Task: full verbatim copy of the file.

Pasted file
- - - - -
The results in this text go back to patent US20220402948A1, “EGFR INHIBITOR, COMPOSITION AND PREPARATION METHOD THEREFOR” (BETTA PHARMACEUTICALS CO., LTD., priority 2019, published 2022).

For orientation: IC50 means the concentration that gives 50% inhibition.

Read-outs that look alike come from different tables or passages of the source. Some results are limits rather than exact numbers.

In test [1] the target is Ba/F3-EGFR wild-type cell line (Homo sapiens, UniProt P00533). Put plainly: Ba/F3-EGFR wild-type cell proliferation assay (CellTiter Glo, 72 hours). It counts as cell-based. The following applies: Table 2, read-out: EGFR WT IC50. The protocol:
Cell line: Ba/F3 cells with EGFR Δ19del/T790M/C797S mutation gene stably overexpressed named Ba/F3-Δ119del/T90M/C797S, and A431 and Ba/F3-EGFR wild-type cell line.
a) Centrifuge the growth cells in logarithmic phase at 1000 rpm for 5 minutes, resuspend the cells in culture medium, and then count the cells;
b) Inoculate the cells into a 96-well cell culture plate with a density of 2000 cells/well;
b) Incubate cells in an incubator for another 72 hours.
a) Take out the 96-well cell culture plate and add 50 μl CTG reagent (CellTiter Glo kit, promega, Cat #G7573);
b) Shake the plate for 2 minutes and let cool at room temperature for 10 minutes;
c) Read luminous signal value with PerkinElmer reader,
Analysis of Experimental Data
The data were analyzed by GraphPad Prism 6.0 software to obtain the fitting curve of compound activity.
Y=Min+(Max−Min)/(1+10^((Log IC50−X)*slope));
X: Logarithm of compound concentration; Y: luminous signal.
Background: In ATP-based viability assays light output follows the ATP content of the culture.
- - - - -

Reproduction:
The results in this text go back to patent US20220402948A1, “EGFR INHIBITOR, COMPOSITION AND PREPARATION METHOD THEREFOR” (BETTA PHARMACEUTICALS CO., LTD., priority 2019, published 2022).

For orientation: IC50 means the concentration that gives 50% inhibition.

Read-outs that look alike come from different tables or passages of the source. Some results are limits rather than exact numbers.

In test [1] the target is Ba/F3-EGFR wild-type cell line (Homo sapiens, UniProt P00533). Put plainly: Ba/F3-EGFR wild-type cell proliferation assay (CellTiter Glo, 72 hours). It counts as cell-based. The following applies: Table 2, read-out: EGFR WT IC50. The protocol:
Cell line: Ba/F3 cells with EGFR Δ19del/T790M/C797S mutation gene stably overexpressed named Ba/F3-Δ119del/T90M/C797S, and A431 and Ba/F3-EGFR wild-type cell line.
a) Centrifuge the growth cells in logarithmic phase at 1000 rpm for 5 minutes, resuspend the cells in culture medium, and then count the cells;
b) Inoculate the cells into a 96-well cell culture plate with a density of 2000 cells/well;
b) Incubate cells in an incubator for another 72 hours.
a) Take out the 96-well cell culture plate and add 50 μl CTG reagent (CellTiter Glo kit, promega, Cat #G7573);
b) Shake the plate for 2 minutes and let cool at room temperature for 10 minutes;
c) Read luminous signal value with PerkinElmer reader,
Analysis of Experimental Data
The data were analyzed by GraphPad Prism 6.0 software to obtain the fitting curve of compound activity.
Y=Min+(Max−Min)/(1+10^((Log IC50−X)*slope));
X: Logarithm of compound concentration; Y: luminous signal.
Background: In ATP-based viability assays light output follows the ATP content of the culture.